[Screen It]


(2016) (Stephan James, Jason Sudeikis) (PG-13)

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Drama: An African-American runner of the 1930s must contend with racism in America as well as the various pressures of competing in the Nazi-controlled summer Olympics in Berlin.
It's the 1930 and Jesse Owens (STEPHAN JAMES) is a young, African-American man who's the first in his family to attend college. He's decided on Ohio State, mainly in order to train under track coach Larry Snyder (JASON SUDEIKIS) who once had a chance of competing in the Olympics a decade earlier. Larry is demanding of Jesse, although he's initially unaware that the young man has a young daughter with Ruth (SHANICE BANTON), a beautician back home.

As Jesse trains and improves his already remarkable abilities, Avery Brundage (JEREMY IRONS) and Jeremiah Mahoney (WILLIAM HURT) are among various Olympic committee members who are debating whether America should participate in the 1936 summer Olympics in Berlin. Jeremiah argues against such participation, citing the rising power of the Nazi party and that government's treatment of Jews and others in their country, while Avery believes the Games are exactly what America needs to help climb out of the Great Depression.

Accordingly, he travels to Berlin to meet none other than Joseph Goebbels (BARNABY METSCHURAT). He's the powerful Nazi leader who's in charge of the Games that are to be filmed by Hitler's favorite filmmaker, Leni Riefenstahl (CARICE VAN HOUTEN). Avery manages to pressure Goebbels to tone down the racist rhetoric, all while being fully aware of the rampant racism back home. That's something that hasn't escaped Jesse as he must contemplate whether to compete with the likes of German runner Carl 'Luz' Long (DAVID KROSS) or not, what with nearly everyone having an opinion on the matter.

OUR TAKE: 6 out of 10
Years ago I heard a speaker giving a presentation about being the best in whatever your chosen endeavor might be. There were lots of juicy tidbits of information gleaned from that, but one part of the speech really stuck with me. And that was that the Olympics assemble the world's elite athletes, yet humankind nearly always only remembers those who take home the gold medals. You might be the second fastest person in the entire world -- a remarkable feat no doubt -- but you'll most likely fade into obscurity.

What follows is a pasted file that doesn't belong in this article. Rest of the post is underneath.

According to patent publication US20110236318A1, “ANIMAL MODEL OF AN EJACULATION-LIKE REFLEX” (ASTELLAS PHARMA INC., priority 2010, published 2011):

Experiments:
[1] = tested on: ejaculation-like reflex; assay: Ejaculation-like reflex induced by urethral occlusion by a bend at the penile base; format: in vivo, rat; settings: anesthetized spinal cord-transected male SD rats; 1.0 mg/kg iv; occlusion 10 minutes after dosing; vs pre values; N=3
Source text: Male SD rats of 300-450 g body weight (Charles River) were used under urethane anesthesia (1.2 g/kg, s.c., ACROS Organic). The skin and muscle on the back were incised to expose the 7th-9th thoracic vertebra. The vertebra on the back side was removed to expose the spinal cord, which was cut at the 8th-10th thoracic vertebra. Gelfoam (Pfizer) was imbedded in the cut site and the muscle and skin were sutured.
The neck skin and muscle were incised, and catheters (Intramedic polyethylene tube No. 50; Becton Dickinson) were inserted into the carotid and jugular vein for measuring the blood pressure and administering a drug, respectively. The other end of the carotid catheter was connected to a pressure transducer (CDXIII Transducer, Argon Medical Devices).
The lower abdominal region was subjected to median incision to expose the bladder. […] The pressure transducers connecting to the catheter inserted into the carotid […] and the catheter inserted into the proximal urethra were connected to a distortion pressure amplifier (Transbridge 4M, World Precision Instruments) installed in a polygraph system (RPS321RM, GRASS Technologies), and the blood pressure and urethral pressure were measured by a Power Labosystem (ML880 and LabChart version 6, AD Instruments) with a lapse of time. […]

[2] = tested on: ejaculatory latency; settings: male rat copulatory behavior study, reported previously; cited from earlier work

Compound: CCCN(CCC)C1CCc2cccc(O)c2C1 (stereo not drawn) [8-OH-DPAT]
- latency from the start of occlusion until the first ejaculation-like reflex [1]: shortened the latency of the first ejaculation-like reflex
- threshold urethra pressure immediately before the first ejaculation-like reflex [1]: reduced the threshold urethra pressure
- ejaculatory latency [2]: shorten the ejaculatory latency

Don't believe me? Name the second place finishers to Usain Bolt, Florence Griffith-Joyner, Carl Lewis or Jesse Owens. Yeah, I couldn't do it either. But among those winners, Owens' records might have fallen over the decades since he upset the Nazis' propaganda about a German master race at the 1936 Berlin game, but his story is certainly the most fascinating of pretty much any runner, past or present.

Surprisingly, it's only been told in filmed form as the 1984 TV movie "The Jesse Owens Story" where Dorian Harewood played the title character. Now, eighty years after the young man won four gold medals in those Olympics, he gets his big screen due in "Race." Named not only for the obvious sports related aspect of his life but also that of racism both in America and Germany in that era, the pic is a classic underdog tale of a talented character overcoming obstacles and adversity to achieve his goals.

As directed by Stephen Hopkins from a screenplay penned by Joe Shrapnel & Anna Waterhouse, the pic is decidedly old-fashioned in both look and tone as well as occasional bouts of being too on-the-nose in terms of its subject matter, thematic elements and so on. But unlike other biopics that cover all or a great deal of their subjects' lives, this one focuses on just a few years in the 1930s. Specifically, that's when Owens (a winning Stephan James) heads off to college -- leaving his beautician girlfriend (Shanice Banton) and mother to his young child back home -- to train under legendary track coach Larry Snyder (Jason Sudeikis), all while dealing with rampant racism. When that's not occurring, there are the obligatory training montages and various competition events.

On another front, we see two Olympic committee leaders (played by Jeremy Irons and William Hurt) debating about whether America should boycott the Games due to Nazi Germany's treatment of Jews and others. Irons' character eventually travels to Berlin where he not only meets Hitler's favorite filmmaker, Leni Riefenstahl (Carice van Houten), who's going to document the games, but also none other than Joseph Goebbels (Barnaby Metschurat) who's in charge of them and doesn't appear to have much emotional range beyond being calmly pissed off or sporting a menacing look.

Back home, Jesse must also decide on whether to boycott the games, what with doing so being a golden opportunity to showcase America's racism by pointing out Germany's. It's all fascinating, real-life material, and it's handled decently enough, with the film finally picking up some steam and momentum once the Games and races actually commence.

Alas, it all feels like it's more worthy of a bronze rather than gold cinematic medal. It's good, but not great, and never really delivers on the emotional, jump from your seat to celebrate level, while also barely skimming the surface of what really made this man tick. In short, it comes off like an entertaining enough but still superficial look at what undoubtedly had so much more going on both on and just below the surface.

Overall, I enjoyed this film enough to give it a recommendation. But like many a second or third place runner, it's unlikely this film will come to mind in years to come when people still remember "Chariots of Fire" as the gold medal winner and cinematic standard-bearer of movies about runners. "Race" finishes with a score of 6 out of 10.

Reviewed February 16, 2016 / Posted February 19, 2016

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